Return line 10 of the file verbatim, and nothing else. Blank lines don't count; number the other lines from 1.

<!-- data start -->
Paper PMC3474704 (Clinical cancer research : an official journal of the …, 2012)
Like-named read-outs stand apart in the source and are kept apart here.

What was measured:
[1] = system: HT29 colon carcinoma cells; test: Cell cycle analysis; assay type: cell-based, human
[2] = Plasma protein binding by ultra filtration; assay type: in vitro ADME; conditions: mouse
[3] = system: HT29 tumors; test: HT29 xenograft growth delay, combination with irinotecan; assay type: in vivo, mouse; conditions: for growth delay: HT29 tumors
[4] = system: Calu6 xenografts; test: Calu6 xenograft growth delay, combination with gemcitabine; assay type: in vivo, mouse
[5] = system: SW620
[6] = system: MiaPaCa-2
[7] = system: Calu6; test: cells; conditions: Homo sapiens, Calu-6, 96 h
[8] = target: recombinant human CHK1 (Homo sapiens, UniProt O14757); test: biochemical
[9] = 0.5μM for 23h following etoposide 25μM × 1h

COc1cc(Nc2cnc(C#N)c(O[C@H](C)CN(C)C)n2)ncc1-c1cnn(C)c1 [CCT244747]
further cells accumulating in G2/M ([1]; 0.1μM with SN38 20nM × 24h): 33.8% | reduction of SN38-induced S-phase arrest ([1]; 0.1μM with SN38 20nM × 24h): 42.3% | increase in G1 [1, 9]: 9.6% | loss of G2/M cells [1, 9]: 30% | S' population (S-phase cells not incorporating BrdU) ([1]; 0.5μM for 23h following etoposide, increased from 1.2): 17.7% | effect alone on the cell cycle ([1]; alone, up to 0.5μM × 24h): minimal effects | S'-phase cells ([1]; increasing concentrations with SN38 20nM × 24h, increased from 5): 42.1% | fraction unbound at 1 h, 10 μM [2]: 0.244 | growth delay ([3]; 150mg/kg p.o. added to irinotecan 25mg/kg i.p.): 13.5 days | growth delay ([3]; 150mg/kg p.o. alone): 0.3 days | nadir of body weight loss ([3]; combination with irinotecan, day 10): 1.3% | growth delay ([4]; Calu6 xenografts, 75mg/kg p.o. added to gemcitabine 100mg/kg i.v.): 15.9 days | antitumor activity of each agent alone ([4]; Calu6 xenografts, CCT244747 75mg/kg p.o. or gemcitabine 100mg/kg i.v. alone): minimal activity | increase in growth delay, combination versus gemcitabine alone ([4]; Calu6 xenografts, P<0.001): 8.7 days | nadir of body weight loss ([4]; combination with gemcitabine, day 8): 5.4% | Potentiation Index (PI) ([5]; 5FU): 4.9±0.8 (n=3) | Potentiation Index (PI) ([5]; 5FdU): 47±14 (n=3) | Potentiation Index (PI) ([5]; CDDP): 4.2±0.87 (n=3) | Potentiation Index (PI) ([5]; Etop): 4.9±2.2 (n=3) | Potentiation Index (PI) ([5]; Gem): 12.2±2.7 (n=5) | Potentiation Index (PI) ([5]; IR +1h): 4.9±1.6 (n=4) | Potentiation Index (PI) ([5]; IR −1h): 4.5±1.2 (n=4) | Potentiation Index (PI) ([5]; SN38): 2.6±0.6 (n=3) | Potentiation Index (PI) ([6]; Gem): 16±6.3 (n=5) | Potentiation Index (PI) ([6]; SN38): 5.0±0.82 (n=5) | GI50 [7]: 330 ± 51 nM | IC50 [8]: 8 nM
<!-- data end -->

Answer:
[7] = system: Calu6; test: cells; conditions: Homo sapiens, Calu-6, 96 h